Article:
C# the language isn't, but .NET the framework may be.
The Contracts library + the static analysis tools being introduced in .NET 4 might introduce these:
Microsoft is using [Immutable] and [Pure] inside .NET 3.5 framework right now.
For example, see [Microsoft.Contracts.Immutable] and [Microsoft.Contracts.Pure] inside .NET 3.5, in the System.Core.dll. Unfortunately, they're internal. However, Microsoft.Contracts.* is mostly born out of Spec# research, and Spec# has been folded into the Contracts APIs that will be part of .NET 4.0.
We'll see what comes of this. I haven't checked to see if the pre-release .NET 4.0 bits contain any APIs like [Pure] or [Immutable] in the Contracts APIs. If they do, I'd imagine the static analysis tool will be the one to enforce the rule, rather than the compiler.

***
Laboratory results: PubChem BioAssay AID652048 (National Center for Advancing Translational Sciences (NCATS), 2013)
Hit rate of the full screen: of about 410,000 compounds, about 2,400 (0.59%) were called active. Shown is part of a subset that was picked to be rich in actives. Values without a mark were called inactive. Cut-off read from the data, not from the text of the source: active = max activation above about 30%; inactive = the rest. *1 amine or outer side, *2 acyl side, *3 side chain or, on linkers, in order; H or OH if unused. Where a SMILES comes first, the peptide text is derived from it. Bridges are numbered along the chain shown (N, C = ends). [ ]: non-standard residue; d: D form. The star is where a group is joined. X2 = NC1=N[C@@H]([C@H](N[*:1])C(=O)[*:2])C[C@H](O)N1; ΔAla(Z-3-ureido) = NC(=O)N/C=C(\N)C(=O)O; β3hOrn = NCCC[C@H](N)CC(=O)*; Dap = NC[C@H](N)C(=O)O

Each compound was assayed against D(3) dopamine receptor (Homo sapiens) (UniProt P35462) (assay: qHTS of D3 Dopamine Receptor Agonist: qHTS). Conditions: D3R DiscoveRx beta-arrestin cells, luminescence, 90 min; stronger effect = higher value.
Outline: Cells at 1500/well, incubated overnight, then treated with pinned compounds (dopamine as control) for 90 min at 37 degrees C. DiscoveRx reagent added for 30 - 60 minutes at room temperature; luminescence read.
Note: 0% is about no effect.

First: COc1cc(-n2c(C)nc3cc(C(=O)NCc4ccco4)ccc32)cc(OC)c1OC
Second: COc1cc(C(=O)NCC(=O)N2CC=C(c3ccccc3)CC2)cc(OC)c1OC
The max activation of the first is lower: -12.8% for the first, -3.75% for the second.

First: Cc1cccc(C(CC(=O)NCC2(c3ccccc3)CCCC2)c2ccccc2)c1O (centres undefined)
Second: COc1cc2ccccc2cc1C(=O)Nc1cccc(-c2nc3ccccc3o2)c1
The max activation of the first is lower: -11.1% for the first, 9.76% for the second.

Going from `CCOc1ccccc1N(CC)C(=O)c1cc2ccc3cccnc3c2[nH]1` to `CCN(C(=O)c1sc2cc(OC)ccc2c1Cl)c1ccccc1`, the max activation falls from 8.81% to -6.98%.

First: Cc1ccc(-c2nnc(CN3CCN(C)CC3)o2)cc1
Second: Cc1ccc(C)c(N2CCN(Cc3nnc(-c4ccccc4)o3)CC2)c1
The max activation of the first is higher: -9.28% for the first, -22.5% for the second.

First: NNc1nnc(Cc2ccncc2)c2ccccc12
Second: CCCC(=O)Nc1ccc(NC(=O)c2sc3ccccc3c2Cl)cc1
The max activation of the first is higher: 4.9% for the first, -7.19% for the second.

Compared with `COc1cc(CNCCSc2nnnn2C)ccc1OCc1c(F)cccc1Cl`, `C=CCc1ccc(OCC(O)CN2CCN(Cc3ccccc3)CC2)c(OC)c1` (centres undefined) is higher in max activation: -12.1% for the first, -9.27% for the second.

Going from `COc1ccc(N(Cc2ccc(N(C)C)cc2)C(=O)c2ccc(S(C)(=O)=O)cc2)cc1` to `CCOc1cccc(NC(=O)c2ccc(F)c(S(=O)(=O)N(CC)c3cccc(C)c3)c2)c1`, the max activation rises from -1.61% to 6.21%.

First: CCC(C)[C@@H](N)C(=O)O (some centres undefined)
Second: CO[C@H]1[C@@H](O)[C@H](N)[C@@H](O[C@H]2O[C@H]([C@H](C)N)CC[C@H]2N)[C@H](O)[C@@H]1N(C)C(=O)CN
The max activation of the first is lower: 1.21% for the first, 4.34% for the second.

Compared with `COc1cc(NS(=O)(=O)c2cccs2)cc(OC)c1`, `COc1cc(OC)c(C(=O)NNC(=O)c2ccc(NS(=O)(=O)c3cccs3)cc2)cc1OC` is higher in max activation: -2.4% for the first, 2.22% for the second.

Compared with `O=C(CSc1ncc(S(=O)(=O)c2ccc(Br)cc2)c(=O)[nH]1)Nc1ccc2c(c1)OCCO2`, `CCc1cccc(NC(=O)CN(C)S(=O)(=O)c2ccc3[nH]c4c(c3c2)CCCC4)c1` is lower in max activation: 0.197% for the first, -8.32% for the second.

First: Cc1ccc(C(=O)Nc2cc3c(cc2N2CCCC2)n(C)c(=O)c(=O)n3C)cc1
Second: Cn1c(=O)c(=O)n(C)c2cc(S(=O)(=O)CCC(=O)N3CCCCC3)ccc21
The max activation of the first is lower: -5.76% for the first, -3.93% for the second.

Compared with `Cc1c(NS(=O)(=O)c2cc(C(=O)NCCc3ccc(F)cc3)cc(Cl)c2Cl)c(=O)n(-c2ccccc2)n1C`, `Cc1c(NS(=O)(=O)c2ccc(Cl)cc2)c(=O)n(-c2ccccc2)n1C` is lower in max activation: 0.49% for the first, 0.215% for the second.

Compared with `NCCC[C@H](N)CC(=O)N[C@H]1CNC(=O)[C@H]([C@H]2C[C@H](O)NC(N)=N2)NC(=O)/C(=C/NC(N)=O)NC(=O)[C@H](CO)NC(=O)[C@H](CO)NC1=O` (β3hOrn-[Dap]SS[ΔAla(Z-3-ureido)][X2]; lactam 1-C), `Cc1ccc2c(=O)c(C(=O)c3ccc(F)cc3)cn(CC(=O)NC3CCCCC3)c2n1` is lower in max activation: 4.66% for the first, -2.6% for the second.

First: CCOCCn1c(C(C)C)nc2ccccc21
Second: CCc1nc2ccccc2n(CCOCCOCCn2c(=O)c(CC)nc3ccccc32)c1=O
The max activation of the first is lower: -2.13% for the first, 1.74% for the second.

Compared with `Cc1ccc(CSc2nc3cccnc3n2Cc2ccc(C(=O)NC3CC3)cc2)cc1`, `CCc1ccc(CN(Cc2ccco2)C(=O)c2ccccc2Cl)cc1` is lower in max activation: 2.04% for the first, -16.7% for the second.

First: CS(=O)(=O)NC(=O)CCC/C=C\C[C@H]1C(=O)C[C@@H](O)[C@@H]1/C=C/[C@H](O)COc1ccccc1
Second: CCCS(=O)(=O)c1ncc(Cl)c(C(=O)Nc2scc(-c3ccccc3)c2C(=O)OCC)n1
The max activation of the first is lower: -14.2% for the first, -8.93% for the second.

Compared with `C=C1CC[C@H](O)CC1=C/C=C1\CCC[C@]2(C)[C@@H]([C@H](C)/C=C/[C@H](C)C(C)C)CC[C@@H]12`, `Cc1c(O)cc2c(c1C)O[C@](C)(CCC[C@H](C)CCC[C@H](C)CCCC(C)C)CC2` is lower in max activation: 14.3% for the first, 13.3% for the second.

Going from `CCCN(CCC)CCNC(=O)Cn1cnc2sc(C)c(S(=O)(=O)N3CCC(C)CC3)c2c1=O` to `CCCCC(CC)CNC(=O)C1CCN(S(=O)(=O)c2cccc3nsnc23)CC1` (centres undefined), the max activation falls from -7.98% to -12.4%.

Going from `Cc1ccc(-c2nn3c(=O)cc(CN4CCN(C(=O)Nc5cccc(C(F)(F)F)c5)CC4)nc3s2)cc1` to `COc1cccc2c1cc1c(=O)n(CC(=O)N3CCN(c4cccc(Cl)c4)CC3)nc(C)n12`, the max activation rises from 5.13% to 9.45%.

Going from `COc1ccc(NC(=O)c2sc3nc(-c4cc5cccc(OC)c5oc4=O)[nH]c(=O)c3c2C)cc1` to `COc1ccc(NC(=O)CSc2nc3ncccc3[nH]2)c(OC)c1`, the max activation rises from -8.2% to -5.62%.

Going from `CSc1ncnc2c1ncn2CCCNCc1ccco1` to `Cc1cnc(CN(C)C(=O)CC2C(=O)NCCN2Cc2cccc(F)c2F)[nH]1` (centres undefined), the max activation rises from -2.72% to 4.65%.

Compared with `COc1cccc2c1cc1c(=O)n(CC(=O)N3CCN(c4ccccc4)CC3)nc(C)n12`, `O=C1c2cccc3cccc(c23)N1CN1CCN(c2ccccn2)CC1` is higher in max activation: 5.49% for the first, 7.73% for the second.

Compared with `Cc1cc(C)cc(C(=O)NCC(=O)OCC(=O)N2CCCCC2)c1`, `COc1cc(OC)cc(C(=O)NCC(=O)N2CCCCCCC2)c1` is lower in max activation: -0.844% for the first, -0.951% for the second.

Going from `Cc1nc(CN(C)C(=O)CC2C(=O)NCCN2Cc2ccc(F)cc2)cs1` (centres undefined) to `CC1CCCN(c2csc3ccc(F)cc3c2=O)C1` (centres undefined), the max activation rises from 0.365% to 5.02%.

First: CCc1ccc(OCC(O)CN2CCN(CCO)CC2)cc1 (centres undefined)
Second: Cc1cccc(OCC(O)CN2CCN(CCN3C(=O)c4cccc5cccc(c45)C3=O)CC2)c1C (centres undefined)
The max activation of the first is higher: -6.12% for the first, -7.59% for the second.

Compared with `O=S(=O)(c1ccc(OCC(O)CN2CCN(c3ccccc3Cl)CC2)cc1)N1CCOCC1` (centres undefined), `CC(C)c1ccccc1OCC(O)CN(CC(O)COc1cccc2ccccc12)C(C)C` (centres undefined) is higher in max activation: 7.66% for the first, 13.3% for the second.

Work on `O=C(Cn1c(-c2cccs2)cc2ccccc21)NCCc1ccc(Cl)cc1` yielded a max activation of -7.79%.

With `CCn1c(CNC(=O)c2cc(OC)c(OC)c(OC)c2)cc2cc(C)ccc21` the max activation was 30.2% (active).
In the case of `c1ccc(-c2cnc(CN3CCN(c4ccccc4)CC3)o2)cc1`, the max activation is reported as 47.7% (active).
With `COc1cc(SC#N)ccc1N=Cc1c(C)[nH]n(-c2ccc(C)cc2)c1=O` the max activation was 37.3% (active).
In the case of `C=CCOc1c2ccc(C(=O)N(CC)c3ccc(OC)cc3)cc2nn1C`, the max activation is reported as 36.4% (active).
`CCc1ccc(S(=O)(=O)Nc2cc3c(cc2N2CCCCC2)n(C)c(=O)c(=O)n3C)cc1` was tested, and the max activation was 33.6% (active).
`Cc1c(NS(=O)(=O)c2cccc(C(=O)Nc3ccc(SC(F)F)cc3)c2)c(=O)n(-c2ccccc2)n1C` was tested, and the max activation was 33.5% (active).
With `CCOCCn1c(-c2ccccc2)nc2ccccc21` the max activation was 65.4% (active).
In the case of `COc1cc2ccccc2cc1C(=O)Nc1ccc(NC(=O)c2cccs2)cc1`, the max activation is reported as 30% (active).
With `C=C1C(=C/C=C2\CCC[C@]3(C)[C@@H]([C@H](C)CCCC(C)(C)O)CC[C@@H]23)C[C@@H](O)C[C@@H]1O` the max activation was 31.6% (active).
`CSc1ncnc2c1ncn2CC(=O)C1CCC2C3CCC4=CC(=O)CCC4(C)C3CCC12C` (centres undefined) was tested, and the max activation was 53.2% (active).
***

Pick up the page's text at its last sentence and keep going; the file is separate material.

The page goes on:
edit I just loaded up Microsoft.Contracts.dll from the latest pre-release drop of MS Code Contracts this week. Good news: [Pure] and [Mutability(Mutability.Immutable)] attributes exist in the library, which suggests they will be in .NET 4.0. Woohoo!
edit 2 Now that .NET 4 has been released, I looked up these types. [Pure] is still there in System.Diagnostics.Contracts namespace. It's not intended for general use, but rather, for use with the Contract API's pre- and post-condition checking. I do not believe it's compiler-enforced. [Mutability] is gone. Interestingly, where Microsoft was using Mutability and Pure attributes in .NET 3.5 (in the internal BigInteger class in System.Core.dll), .NET 4 has moved BigInteger into System.Numerics, and has stripped the [Pure] and [Mutability] attributes off that type. Bottom line: it appears .NET 4 does nothing for side-effects verification.
edit 3 With the recently (late 2011) previewed Microsoft Rosyln compiler-as-a-service tools -- believed to be scheduled for RTM in Visual Studio 2015 -- look like they'll be able to support stuff like this; you could write extensions to the compiler to check for purity and immutability, and issue compiler warnings if something decorated with those attributes don't follow the rules. Even so, we're looking at a few years out to support this.